Leitura: 7 min

Another look towards art history

Another look towards art history

Since June 27, Rio de Janeiro has witnessed the greatest international exhibit the city has ever seen. Organized by curators Rodrigo Moura, director of art and cultural programs at Inhotim, and Adriano Pedrosa, the artevida exhibit [literally, art&life] aims to tell the history of art based on references not found in major cultural centers. The exhibit features about 300 works of art by 110 artists from South America, Western Europe, the Middle East, Africa and Asia. Some of them, such as Brazilian artists Lygia Pape, Hélio Oiticica and Cildo Meireles, can also be seen at Inhotim.

The name of the exhibit was not chosen by chance. For the neoconcretist movement that first appeared in Rio de Janeiro in the 1950s, art should establish dialogs and tensions related to aspects of life and of the world. This attitude was essential to form Brazilian contemporary art. On display at Casa França-Brasil, Parque Estadual Library and Parque Lage, the exhibit also expands to MAM Rio (Museum of Modern Art), starting this coming Saturday, July 19, with the opening of its second segment. Inhotim’s Blog talked to artevida curators, who told us a little bit more about the project. Read more below!


Inhotim’s Blog – The exhibit gathers countries in the Southern Hemisphere to offer another look towards the history of art. How did this idea come about?

Adriano Pedrosa and Rodrigo Moura – The research regarding the artists has been happening throughout the past several years. Many of the foreign and Brazilian artists are professionals we have worked with before. The sets and subsets of works were chosen based on knowledge and reflection on these works, but, above all, considering Brazilian perspectives. Thus, the section artevida (body), at Casa França-Brasil, has clusters of Brazilian and foreign works based on Bicho, Linha orgânica (both by Lygia Clark), on Tecelar (by Lygia Clark), on Parangolé (by Hélio Oiticica), generating close relationships that revisit the orthodox geometric abstraction, suggesting an organic and body-conscious form of thinking about the object and emphasizing the body as an activator of the artistic experience. On the other hand, in the section artevida (politics), thematic clusters are related to dictatorship regimes, war, violence, elections, censorship, demonstrations, work, feminism, racism, and seek this parallel between contexts which apparently are not connected, but that bear some kind of relationship with the Brazilian people.

IB – How do the works chosen relate to hegemonic narratives in contemporary art?

AP and RM – The exhibit looks towards the Brazilian production as a matrix and filter, so as to consider broader, more global relationships between different artistic contexts. We have prioritized this dialog with production hubs which are somehow closer to us, either because they share with us a colonial and post-colonial history, or recent history of authoritarian regimes, or, simply, because they are far from hegemonic production centers. There is a desire to untie an affiliation model that always goes through the center so that production can be legitimized. This doesn’t mean we deny our relationship with Eastern Europe and the United States at all.Actually, there are some artists from these regions present in the exhibit. What we propose are new dialogs, which have not yet taken place. If, in the first part, which we opened at Casa França-Brasil last month, this dialog happens by way of the body, whether through geometry or self-portraits, in the section that opens next Saturday at MAM Rio, this dialog happens through politics. This doesn’t mean an evolution in time, but rather a difference, a modulation of the curatorial framework.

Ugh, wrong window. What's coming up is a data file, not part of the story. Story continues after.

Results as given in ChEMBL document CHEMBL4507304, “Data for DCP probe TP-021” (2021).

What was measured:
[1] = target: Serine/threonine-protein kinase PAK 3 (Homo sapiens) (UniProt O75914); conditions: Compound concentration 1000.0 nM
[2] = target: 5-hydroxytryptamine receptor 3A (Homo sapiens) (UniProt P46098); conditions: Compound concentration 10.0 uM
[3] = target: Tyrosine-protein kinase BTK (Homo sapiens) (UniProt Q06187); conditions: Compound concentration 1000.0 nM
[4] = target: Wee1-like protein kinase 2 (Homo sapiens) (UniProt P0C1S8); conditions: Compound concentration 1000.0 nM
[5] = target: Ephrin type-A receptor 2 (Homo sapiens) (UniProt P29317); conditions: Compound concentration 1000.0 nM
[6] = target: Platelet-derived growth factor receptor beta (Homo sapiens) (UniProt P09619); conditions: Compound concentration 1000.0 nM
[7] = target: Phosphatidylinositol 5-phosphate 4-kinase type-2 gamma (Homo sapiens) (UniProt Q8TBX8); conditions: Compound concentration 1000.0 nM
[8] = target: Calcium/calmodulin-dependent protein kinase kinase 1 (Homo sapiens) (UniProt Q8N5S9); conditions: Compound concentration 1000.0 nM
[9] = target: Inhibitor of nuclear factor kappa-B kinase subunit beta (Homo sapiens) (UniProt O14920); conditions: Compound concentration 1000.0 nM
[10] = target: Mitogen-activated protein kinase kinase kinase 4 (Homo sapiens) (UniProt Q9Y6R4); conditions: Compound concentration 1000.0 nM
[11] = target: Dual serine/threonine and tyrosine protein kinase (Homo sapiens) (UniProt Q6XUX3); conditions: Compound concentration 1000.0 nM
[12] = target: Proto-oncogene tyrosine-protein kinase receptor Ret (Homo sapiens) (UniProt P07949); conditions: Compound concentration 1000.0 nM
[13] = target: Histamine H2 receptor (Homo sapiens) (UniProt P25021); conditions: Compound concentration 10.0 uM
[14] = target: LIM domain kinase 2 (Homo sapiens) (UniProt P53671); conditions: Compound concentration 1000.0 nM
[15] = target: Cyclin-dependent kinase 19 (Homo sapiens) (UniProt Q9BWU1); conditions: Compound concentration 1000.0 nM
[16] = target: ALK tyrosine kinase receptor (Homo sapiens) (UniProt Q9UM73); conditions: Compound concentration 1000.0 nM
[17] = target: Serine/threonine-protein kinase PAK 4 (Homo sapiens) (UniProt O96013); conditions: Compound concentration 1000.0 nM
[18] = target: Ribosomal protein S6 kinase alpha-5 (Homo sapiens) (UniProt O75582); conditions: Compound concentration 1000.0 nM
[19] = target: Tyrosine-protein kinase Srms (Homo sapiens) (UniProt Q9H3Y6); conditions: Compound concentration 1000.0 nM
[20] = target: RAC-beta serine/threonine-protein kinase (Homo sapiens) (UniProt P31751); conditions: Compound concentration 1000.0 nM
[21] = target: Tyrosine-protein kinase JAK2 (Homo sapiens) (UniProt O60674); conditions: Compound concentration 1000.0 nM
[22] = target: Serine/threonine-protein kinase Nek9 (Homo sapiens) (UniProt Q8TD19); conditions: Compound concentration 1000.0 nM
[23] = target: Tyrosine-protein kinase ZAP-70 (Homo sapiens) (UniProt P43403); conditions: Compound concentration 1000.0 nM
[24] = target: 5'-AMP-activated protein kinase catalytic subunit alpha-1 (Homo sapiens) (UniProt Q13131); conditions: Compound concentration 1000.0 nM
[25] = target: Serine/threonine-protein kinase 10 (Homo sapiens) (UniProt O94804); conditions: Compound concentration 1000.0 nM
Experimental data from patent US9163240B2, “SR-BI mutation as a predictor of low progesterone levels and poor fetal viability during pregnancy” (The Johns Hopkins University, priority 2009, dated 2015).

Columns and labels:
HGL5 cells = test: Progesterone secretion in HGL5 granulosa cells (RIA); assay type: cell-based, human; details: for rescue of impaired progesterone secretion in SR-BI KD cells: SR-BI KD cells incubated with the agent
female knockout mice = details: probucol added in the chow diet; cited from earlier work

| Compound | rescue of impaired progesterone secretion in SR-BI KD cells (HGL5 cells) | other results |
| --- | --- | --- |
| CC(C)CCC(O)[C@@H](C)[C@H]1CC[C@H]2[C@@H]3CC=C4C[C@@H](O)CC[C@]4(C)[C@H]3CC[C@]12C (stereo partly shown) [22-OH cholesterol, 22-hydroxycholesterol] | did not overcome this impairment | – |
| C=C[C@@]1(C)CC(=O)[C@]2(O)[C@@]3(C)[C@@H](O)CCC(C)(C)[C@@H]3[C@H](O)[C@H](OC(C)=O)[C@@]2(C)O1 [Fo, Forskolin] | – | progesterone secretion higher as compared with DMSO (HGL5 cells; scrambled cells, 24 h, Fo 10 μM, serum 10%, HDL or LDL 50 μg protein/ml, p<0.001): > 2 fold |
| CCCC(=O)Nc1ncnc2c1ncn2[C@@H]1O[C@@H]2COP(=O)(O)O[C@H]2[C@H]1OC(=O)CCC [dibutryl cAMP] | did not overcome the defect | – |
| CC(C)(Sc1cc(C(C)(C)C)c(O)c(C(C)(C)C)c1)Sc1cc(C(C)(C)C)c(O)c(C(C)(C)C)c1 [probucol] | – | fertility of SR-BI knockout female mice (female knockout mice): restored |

IB – Some of the names featured in the exhibit are present in Inhotim’s collection, such as Hélio Oiticica, Geta Bratescu and Hitoshi Nomura. How does the Institute’s collection dialog with this proposal to see art history from another angle?

RM – It seems to me, this dialog happens in a very important way. As we mention in artevida’s curatorial statement, this is not an exhibit of a thesis, but of many hypotheses. This polyphonic representation is something I learned working in the formation of the collection, when this happens all the time. The artists you’ve mentioned have a very important place at Inhotim, precisely because they found such fertile soil when it comes to dialogs with Brazilian artists, they are central to building a narrative of what Inhotim represents as art: Lygia Pape, Cildo Meireles and Hélio Oiticica, for instance, are represented with such important works in our collection. At Inhotim, we’ve recently delved into areas we just knew superficially before, such as Western Europe and Japan, which have not yet been completely revealed, but that start to appear in exhibits at the Institute. This is the case of the individual exhibit by Romanian artist Geta Bratescu, at Galeria Lago as of September, and Do Objeto ao Mundo – Coleção Inhotim, at Palácio das Artes in December and at Itáu Cultural next year. In these exhibits, we are going to show quite a lot of Japanese material that have great resonance with the art produced in Brazil in the same period.

Interested? Then plan to visit artevida!The exhibit will be open until September 21, 2014.

Rodrigo Moura e Adriano Pedrosa

Rodrigo Moura (left) and Adriano Pedrosa (right) at Parque Lage, where part of the exhibition takes place. Photo: Leo Aversa

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